“The Walking Dead” developer Frank Darabont and his agency CAA filed a lawsuit against AMC, alleging the network engaged in “self dealing” by low-balling the license fee for the show and using questionable accounting techniques that deprived profit participants of compensation, Nellie Andreeva reports on Deadline.com.
The complaint also claims Darabont was wrongfully fired from the show and should continue to receive executive producing credit and proceeds from related shows, including “Talking Dead” and an upcoming spinoff from Robert Kirkman, the creator of the graphic novel that formed the show’s basis, the story says.
AMC declined comment on the lawsuit, the story notes. Darabont and CAA are requesting unspecified monetary damages.
“Judging by the history of vertical integration lawsuits, the odds are small that the dispute would go to trial," Andreeva writes. "There have been a slew of ‘self dealing’ complaints since the 1995 relaxation of TV’s financial interest-syndication rules — all of them eventually settled."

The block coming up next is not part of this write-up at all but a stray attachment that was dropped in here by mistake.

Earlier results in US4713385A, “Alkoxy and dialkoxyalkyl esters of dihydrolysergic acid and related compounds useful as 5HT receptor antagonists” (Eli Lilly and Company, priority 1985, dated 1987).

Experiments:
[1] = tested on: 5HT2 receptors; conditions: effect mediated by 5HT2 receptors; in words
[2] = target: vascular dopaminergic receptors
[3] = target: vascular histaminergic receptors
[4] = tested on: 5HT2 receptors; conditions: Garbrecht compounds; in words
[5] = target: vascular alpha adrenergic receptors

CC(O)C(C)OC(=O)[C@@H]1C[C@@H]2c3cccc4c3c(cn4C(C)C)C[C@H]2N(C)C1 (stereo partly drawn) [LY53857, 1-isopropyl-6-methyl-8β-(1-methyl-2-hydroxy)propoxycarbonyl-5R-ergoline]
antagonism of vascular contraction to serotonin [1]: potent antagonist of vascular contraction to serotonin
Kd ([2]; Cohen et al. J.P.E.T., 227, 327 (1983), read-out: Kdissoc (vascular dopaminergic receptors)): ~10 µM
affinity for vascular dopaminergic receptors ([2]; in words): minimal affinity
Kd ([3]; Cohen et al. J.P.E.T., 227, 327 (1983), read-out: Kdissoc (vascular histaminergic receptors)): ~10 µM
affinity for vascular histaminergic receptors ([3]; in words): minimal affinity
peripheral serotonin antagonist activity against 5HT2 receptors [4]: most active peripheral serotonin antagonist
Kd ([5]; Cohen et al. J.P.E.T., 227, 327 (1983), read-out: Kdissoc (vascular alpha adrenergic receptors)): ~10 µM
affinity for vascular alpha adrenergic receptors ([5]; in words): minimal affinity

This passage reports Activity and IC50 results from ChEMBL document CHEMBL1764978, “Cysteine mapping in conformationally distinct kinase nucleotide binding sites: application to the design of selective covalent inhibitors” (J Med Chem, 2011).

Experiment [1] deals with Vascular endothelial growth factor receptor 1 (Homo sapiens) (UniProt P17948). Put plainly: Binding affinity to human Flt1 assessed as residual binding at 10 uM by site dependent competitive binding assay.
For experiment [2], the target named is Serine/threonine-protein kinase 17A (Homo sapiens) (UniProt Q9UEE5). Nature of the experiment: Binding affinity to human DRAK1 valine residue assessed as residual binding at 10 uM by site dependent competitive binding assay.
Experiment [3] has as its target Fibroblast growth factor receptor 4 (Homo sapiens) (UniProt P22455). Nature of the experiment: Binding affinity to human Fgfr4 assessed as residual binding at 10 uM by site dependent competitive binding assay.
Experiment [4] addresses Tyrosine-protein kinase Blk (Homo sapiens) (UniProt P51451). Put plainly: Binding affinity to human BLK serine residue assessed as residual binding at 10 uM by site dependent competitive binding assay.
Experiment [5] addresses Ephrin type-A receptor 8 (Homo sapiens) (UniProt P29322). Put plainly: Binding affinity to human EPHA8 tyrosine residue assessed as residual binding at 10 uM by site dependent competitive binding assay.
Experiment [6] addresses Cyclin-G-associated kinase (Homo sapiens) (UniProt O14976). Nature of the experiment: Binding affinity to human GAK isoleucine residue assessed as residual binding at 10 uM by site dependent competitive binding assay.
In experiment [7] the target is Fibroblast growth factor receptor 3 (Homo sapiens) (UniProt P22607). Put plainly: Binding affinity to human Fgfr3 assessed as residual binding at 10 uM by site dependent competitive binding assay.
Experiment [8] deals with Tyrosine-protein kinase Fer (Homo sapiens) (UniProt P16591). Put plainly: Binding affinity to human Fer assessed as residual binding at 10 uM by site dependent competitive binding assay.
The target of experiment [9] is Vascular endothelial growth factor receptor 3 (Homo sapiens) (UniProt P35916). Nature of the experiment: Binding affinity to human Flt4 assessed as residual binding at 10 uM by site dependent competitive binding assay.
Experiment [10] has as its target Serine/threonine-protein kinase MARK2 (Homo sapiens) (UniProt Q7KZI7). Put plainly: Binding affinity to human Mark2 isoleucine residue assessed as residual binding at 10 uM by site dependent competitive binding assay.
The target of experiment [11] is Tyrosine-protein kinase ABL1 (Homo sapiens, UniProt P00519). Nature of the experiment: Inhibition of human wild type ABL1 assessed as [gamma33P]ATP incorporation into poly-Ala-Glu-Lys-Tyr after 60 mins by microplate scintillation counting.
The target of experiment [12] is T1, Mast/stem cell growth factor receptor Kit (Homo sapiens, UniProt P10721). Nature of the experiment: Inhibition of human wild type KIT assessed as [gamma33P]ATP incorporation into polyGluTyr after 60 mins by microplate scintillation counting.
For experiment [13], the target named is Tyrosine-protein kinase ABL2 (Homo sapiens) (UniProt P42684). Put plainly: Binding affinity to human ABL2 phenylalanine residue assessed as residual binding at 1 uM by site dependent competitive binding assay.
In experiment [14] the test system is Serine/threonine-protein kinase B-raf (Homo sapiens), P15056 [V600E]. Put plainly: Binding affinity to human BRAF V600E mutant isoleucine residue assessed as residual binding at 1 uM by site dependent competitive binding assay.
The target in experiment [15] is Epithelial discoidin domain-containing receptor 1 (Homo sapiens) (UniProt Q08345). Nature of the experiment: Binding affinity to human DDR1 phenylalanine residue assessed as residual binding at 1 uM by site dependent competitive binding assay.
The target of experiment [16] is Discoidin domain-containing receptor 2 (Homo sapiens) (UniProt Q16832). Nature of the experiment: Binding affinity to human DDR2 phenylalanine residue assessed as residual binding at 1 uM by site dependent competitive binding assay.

“The list includes ‘Home Improvement’ producers’ suit against Disney, ‘NYPD Blue’ exec producer Steven Bochco’s, ‘X-Files’ star David Duchovny’s and ‘M*A*S*H’ star Alan Alda’s complaints against 20th Century Fox TV, and more recently ‘Will & Grace’ creators Max Mutchnick and David Kohan’s case against NBC and ‘Smallville’ creators Miles Millar and Alfred Gough’s against Warner Bros TV,” Andreeva writes.
She adds, “The difference is that Darabont was also fired from the show early into its run, a move Darabont and CAA are using in their case against AMC. The lawsuit, filed [Tuesday] with the New York Supreme Court, comes after sources say efforts by Darabont and CAA to resolve their issues were ‘fundamentally rebuffed’ by AMC.”
The complaint alleges that Darabont “has not received and may never receive one dollar in Profits for developing the Series” despite four seasons of hit ratings and profitability for AMC.
The lawsuit also alleges that AMC fired Darabont without cause soon before the second season aired “precisely in order to avoid its contractual obligations to pay him increased Profits (which vested fully at the conclusion of Season 2) and to avoid its obligation to negotiate to hire him as showrunner for Season 3.”
The complaint also claims that AMC “was unable or unwilling to give any specific reasons for Darabont’s abrupt termination. AMC could not explain why Darabont was not given any notice, warning, or opportunity to cure any perceived problems” when asked for an explanation.